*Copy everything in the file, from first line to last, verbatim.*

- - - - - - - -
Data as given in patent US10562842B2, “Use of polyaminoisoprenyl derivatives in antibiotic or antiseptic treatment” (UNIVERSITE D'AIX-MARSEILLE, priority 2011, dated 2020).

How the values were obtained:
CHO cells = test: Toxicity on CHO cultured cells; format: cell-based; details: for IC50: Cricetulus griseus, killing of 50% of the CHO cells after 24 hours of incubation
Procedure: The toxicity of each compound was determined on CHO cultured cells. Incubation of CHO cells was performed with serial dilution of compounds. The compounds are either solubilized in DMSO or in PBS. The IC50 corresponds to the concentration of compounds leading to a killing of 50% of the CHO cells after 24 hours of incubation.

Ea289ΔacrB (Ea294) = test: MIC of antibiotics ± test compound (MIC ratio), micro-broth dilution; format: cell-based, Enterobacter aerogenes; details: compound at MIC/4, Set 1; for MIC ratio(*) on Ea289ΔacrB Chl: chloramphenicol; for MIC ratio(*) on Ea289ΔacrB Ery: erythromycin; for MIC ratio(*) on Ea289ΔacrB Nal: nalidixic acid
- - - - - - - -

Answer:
Data as given in patent US10562842B2, “Use of polyaminoisoprenyl derivatives in antibiotic or antiseptic treatment” (UNIVERSITE D'AIX-MARSEILLE, priority 2011, dated 2020).

How the values were obtained:
CHO cells = test: Toxicity on CHO cultured cells; format: cell-based; details: for IC50: Cricetulus griseus, killing of 50% of the CHO cells after 24 hours of incubation
Procedure: The toxicity of each compound was determined on CHO cultured cells. Incubation of CHO cells was performed with serial dilution of compounds. The compounds are either solubilized in DMSO or in PBS. The IC50 corresponds to the concentration of compounds leading to a killing of 50% of the CHO cells after 24 hours of incubation.

Ea289ΔacrB (Ea294) = test: MIC of antibiotics ± test compound (MIC ratio), micro-broth dilution; format: cell-based, Enterobacter aerogenes; details: compound at MIC/4, Set 1; for MIC ratio(*) on Ea289ΔacrB Chl: chloramphenicol; for MIC ratio(*) on Ea289ΔacrB Ery: erythromycin; for MIC ratio(*) on Ea289ΔacrB Nal: nalidixic acid